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Oil, also officially known as petroleum or crude oil, is a natural, flammable liquid that consists of a mixture of hydrocarbons of various substances and other liquid organic compounds. Oil is found in geologic formations beneath the Earth’s surface. It is a fossil fuel along with natural gas, which is fuel made out of the large quantities of dead organisms, which are usually zooplankton and algae. They are buried beneath sedimentary rock and undergo a process of intense heat and pressure. It is usually excavated by using oil drilling. This latter stage come after the structural geology, sedimentary basin analysis, and reservoir characterization is done around the site. When drilled, it is refined and separated, most easily when heated at boiling point. Oil is used as fuel (petrol, kerosene, asphalt), but also in consumer products, including plastics and pharmaceuticals. It is estimated that the world uses 88 million barrels each day. However, their use has caused a negative impact on the environment, releasing greenhouse gases and pollutants that damage ecosystems. Events that involve oil such as oil spills revolve around environmental damage as well.
Petroleum, regardless of form, has been used since the dawn of civilization and is to this day an important resource in society, including in the economy, politics, and technology. Although they had numerous uses, the invention of the internal combustion engine led to the rise of the resource’s importance. The rise of commercial aviation and the increasing use as plastic also contributed to the rise.
>Petroleum was first used by the Babylonians 4000 years ago. According to historians Herodotus and Diodorus Siculus, asphalt (a type of oil) was used as a building material for the construction of the walls and towers of Babylon. They excavated the material from a nearby site named Ardericca and the pitch spring on Zacynthus at the Ionian Islands. Fortunately, there were plentiful quantities at the banks of the river Issus, a tributary of the Euphrates.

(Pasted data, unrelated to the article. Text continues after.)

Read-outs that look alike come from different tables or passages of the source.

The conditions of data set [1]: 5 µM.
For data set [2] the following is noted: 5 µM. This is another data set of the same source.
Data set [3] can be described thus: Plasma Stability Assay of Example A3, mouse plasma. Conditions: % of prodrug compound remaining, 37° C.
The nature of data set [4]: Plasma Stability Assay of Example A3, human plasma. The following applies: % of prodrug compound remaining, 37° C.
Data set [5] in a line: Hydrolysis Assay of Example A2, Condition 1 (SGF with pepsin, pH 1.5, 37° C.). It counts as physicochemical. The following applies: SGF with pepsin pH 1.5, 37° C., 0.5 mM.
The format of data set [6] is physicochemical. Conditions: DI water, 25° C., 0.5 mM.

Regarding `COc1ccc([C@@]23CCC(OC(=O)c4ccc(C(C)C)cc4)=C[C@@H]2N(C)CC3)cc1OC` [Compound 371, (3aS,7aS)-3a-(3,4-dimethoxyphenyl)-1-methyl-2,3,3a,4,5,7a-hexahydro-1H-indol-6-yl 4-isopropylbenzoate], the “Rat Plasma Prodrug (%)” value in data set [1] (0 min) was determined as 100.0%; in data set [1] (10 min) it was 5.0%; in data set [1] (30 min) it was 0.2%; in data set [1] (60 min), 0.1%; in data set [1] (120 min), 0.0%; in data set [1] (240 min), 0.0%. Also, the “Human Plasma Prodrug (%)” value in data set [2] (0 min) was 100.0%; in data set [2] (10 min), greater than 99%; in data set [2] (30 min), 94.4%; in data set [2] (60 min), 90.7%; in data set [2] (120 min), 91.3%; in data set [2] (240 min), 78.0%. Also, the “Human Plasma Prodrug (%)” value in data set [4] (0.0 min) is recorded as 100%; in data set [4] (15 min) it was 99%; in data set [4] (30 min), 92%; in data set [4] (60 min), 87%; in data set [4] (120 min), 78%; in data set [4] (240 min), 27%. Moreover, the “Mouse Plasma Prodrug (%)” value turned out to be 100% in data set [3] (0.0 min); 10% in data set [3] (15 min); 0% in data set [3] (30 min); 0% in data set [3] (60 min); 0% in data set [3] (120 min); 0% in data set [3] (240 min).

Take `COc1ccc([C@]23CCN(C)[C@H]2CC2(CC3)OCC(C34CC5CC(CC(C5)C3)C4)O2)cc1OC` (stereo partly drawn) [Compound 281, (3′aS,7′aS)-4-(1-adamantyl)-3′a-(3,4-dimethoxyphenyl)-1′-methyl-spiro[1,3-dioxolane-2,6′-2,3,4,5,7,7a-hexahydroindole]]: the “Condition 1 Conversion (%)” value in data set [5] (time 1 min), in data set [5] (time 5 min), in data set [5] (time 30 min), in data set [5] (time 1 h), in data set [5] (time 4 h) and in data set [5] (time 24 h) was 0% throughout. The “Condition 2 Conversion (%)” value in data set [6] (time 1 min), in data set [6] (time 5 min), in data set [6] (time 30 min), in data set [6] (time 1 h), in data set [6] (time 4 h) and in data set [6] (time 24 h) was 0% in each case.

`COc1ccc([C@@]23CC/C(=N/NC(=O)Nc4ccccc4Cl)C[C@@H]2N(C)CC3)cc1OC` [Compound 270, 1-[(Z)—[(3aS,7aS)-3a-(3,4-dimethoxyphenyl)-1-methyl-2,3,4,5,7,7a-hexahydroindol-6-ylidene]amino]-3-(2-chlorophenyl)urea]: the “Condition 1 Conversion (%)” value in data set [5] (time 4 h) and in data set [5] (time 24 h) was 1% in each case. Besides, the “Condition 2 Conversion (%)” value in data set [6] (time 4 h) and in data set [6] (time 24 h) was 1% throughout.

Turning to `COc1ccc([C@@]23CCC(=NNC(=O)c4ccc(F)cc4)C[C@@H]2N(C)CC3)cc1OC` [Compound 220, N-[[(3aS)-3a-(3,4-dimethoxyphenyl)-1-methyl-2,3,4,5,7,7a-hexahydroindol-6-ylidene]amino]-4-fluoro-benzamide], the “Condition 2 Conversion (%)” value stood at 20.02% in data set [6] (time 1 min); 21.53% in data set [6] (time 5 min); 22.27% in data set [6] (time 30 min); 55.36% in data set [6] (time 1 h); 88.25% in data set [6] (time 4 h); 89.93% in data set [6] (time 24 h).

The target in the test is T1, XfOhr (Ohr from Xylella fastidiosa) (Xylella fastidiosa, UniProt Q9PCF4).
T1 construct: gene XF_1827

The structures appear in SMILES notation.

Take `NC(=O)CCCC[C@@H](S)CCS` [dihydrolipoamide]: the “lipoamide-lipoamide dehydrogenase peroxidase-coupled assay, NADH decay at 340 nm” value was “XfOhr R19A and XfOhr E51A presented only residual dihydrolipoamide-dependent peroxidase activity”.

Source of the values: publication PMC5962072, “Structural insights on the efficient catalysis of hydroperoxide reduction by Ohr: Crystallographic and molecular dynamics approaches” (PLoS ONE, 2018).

According to ancient Persian tablets, oil was used as medicine and lighting uses for the upper class.
In 347 AD, oil was discovered in China, and was drilled using bamboo-drilled wells. They were up to 800 feet (240 m) deep and were drilled using bits attached to bamboo poles. Oil was burned to evaporate brine and produce salt. During the 10th Century, extensive bamboo pipelines were connecting oil wells with salt springs. Ancient record from China and Japan explained the allusions to the use of natural gas for lighting and heating. The Japanese nicknamed petroleum burning water during the 7th Century. The polymathic scientist and statesman Shen Kuo from Song China wrote the Dream Pool Essays in 1088 which nicknamed oil rock oil (Shíóuin Chinese). It remains the term for oil in the Chinese language to this day.
Oil was also discovered in the Roman province of Dacia.
When Baghdad was first built, its first streets were paved with tar that came from petroleum at the natural fields nearby of the city. In the 9th Century, oil fields were exploited around Baku, Azerbaijan, which were described by the Arab geographer Abu al-Hasan’ Ali al-Mas’udi in the 10th Century, and later by Marco Polo in the 13th Century, who also described that the oil from the wells filled as much as up to hundreds of shiploads. Persian alchemist Muhammad ibn Zakariya Razi first distilled oil in the 9th Century, which produced the chemicals kerosene in the alembic, which led to the invention of kerosene lamps. Arab and Persian chemists also distilled oil for military purposes such as producing flammable products. The practice was carried to medieval Western Europe in the 12th Century through Islamic Spain. In the 13th Century, Romania has also has possessed the process as well.
Sir Walter Raleigh has mentioned petroleum in the Trinidad Pitch Lake in 1595 the Americas for the first time in history. Thirty seven years later, Joseph de la Roche d’Allion discovered oil springs in what is now New York, which was published in Sagard’s Histoire du Canada. Later, a Finnish-Swede scientist and student of Carl Linnaeus, Peter Kalm, showed a map of the oil springs of what is now Pennsylvania in his book Travels into North America, which was published in 1753.